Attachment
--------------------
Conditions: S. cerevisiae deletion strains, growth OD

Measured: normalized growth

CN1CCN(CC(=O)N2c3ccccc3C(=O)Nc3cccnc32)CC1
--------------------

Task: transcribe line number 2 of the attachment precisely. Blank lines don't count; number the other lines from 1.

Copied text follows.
Measured: normalized growth